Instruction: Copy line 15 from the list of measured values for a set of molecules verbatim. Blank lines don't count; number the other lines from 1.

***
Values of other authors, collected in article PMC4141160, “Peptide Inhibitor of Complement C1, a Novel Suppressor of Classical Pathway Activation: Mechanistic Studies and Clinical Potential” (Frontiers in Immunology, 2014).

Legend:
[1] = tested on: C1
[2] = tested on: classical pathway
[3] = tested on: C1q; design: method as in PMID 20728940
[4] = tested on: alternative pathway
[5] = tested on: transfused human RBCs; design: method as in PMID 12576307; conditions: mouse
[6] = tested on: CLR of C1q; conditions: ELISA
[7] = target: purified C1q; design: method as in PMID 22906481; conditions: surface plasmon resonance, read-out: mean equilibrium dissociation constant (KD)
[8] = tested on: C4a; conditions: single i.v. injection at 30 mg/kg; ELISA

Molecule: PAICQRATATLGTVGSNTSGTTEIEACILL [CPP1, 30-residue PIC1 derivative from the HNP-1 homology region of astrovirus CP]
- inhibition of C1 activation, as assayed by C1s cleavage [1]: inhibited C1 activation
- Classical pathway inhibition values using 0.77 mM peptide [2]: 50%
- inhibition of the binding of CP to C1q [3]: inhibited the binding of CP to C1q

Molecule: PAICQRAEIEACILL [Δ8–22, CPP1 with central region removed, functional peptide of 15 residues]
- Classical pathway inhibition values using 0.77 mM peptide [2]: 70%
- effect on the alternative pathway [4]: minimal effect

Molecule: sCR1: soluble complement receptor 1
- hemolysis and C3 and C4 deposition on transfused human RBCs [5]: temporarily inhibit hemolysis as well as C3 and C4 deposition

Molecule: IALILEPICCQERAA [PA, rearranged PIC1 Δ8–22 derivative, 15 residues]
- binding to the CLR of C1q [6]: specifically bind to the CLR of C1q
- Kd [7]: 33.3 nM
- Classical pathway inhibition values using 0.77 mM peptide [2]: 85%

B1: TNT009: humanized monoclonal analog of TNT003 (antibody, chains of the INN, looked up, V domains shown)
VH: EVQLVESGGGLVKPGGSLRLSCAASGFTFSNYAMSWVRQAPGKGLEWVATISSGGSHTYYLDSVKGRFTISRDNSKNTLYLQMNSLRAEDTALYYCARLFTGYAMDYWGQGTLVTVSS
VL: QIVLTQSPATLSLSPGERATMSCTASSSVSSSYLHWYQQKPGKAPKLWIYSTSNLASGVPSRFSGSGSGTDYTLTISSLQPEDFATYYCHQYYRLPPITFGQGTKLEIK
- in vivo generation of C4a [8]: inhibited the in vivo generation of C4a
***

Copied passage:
Molecule: PAICQRAEIEACILL [Δ8–22, CPP1 with central region removed, functional peptide of 15 residues]